Staphylococcus aureus – the CFS maintainer?

My last two posts resulted from happenstance! While looking at vaccines as a possible trigger for CFS or CFS-like symptoms, I stumbled across a vaccine that resulted in significant remission for many CFS patients – a Staphylococcus aureus vaccine. Prior to this, I had been ping earlier in the week to investigate Protandim, a patented herb mixture which appears to result in major improvement/remission for several months and then stopped working. While investigating the individual herbs, I saw some were effective against staphylococcus aureus. I repeated my research for this specific bacteria and found they were particularly effective against staphylococcus aureus.

In this post I am going to explore if staphylococcus aureus (or some related unknown species) is likely connected to CFS and co-morbid conditions.  Then I am going to explore probiotics and herbs that appear to decrease staphylococcus aureus according to the literature. Remember staphylococcus aureus is the species and not the strain. Some strains may be good, other very bad and other may be neutral but support a dysfunction microbiome, i.e. a helper.

The Bacteria Staphylococcus Aureus

Staphylococcus aureus persistently colonizes about 20 % of the population and is intermittently associated with the remainder. The organism can cause superficial skin infections and life-threatening invasive diseases. The surface of the bacterial cell displays a variety of proteins that are covalently anchored to peptidoglycan. They perform many functions including adhesion to host cells and tissues, invasion of non-phagocytic cells, and evasion of innate immune responses. The proteins have been categorized into distinct classes based on structural and functional analysis. Many surface proteins are multifunctional. Cell wall-anchored proteins perform essential functions supporting survival and proliferation during the commensal state and during invasive infections. The ability of cell wall-anchored proteins to bind to desquamated epithelial cells is important during colonization, and the binding to fibrinogen is of particular significance in pathogenesis.” [2015]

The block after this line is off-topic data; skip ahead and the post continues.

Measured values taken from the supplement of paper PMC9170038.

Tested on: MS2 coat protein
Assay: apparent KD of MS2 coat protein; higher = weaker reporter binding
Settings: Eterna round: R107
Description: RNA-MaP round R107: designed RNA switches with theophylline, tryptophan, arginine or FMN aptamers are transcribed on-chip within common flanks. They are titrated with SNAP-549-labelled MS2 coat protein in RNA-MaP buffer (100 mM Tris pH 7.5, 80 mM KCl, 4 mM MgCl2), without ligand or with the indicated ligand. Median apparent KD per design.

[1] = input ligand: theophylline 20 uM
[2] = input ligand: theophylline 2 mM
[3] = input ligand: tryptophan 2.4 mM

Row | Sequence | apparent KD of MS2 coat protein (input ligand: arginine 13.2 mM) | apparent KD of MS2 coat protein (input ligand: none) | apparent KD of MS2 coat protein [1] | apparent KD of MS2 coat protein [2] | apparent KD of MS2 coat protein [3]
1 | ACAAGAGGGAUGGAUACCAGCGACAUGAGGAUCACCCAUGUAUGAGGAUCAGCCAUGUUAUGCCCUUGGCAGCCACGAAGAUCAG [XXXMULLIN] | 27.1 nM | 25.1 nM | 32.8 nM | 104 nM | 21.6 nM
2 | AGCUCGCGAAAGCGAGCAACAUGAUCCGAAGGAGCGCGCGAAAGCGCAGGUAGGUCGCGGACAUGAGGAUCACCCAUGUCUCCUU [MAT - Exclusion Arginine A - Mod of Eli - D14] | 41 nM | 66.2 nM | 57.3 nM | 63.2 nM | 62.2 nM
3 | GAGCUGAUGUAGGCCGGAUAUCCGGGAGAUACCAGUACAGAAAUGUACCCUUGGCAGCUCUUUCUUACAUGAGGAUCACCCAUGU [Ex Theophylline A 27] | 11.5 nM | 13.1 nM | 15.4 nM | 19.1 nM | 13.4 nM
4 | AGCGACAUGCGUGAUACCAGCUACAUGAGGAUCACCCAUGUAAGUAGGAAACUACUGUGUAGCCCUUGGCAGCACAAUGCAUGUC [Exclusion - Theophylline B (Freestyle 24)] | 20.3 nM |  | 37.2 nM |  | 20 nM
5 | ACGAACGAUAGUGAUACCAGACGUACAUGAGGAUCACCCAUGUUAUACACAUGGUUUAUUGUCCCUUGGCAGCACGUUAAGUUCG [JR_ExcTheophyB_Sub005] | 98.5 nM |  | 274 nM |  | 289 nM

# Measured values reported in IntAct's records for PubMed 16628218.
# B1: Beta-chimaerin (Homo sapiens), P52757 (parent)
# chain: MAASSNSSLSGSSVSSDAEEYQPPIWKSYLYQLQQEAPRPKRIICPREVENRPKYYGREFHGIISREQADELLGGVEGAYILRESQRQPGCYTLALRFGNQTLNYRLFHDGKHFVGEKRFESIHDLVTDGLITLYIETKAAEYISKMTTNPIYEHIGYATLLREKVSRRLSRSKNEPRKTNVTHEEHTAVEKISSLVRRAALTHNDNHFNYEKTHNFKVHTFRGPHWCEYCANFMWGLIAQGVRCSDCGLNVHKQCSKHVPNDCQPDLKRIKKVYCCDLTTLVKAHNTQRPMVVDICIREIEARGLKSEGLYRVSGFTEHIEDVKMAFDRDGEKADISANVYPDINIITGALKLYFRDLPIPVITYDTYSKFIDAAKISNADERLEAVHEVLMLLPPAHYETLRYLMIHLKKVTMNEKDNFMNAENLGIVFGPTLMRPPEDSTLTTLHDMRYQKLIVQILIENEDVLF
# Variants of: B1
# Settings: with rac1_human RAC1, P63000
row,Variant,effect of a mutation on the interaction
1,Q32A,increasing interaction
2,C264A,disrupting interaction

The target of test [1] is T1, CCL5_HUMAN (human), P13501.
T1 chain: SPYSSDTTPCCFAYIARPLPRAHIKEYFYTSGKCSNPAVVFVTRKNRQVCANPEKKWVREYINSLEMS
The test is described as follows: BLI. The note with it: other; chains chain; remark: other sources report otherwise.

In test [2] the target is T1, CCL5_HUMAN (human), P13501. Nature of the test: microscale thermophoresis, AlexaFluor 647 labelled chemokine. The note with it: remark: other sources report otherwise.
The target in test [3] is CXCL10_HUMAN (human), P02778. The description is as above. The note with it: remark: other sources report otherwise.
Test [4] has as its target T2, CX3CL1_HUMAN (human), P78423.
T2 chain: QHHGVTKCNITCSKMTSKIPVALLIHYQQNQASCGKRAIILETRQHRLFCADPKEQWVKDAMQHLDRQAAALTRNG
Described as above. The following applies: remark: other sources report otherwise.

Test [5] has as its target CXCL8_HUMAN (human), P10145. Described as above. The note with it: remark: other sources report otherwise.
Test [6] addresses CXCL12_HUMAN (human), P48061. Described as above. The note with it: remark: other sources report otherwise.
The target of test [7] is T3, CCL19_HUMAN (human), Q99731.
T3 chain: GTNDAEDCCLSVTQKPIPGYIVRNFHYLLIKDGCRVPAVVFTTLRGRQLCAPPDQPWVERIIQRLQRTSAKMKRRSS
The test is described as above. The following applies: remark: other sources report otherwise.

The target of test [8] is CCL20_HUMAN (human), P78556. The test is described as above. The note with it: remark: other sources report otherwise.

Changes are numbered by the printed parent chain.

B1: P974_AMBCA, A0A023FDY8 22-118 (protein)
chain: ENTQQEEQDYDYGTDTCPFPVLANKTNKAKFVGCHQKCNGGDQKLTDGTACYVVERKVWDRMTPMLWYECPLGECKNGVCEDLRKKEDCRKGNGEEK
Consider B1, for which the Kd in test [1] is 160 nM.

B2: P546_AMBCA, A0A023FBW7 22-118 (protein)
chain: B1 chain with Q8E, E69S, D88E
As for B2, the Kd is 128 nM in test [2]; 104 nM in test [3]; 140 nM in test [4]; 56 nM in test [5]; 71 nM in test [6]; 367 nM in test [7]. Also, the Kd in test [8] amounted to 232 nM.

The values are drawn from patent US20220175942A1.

“Strains of Staphylococcus aureus, an important human pathogen, display up to 20% variability in their genome sequence, [2008] (note that between humans and chimpanzee is 4%)

A list of a few strains identified.

Wikipedia cites

Co-morbid Conditions

  • “the primary Sjogren’s syndrome subjects displayed an increased frequency of C.albicans, Staphylococcus aureus, enterics, and enterococci”[2001]
  • High level of Staphylococcus aureus reported in IBS [2011]
    • ” it is advisable that the use of rifaximin as a therapy for IBS should be limited to single, acute, short-term treatment.” [2013] – to prevent resistance developing
  • Dry Eye: “Eighty-eight strains were isolated (48 strains of Propionibacterium acnes, 26 coagulase-negative Staphylococcus [CNS] species, six Staphylococcus aureus strains, and eight others). Of the 26 CNS strains, 17 (65.4%) were fluoroquinolone resistant, including four (33.3%) of 12 methicillin-sensitive CNS and 13 (92.9%) of 14 methicillin-resistant CNS.” [2008]
  • Central nervous System: “Staphylococcus aureus plays an important role as a bacterial pathogen after traumatic injury. The majority of isolated strains produces alpha-toxin, a 33-kDa protein, with membrane-damaging and lethal effects. The central nervous system (CNS) has been considered as the possible target for the lethal action of this toxin.” [1991]


Note: Many studies cites “inhibits” which may anything from 1% less to 99% less. If 50% is inhibited, what is not inhibited will grow back to fill the vacuum.

Herbs and Spices

I have checked out the availability of some of the uncommon herbs. There has been no attempt to evaluate these against other bacteria families.

Grapefruit Seed Extract is NOT effective “the potent as well as nearly universal antimicrobial activity being attributed to grapefruit seed extract is merely due to the synthetic preservative agents contained within.”[1999]


Staphylococcus aureus has become very resistant to most antibiotics. “Staphylococcus aureus is notorious for its ability to become resistant to antibiotics. Infections caused by antibiotic-resistant strains often occur in epidemic waves initiated by one or a few successful clones.” [2009]

  • “At a breakpoint of 32 μg/mL, rifaximin inhibited in vitro …100% of Staphylococcus aureus.” [2014]
    • It has had good reports in IBS
      • ” the efficacy of rifaximin for the resolution of overall IBS symptoms was greater than that of the placebos” [2016]
      • Rifaximin proved more effective than placebo for global symptoms and bloating in IBS patients. The modest therapeutic gain was similar to that yielded by other currently available therapies for IBS.” [2012]

Bottom Line

Staphylococcus aureus is likely a significant player for some symptoms seen with CFS. Treating it is a challenge because of its ability to adapt around most antibiotics (and thus herbs/spices). Rotation is essential and the rotation should also include sources of each herb. Herbs and spices show natural variation and thus the wider the sources, the more likely that it will contain some variation of chemicals to further challenge this bacteria.

Rifaximin is effective at the moment, but there is great concern about it becoming resistant.

The experience with Rifaximin and IBS indicates that it is only a part of the dysfunctional microbiome. The vaccine and herb mixture likely was effective across a wider spectrum of bacteria than Rifaximin, hence the greater impact they have.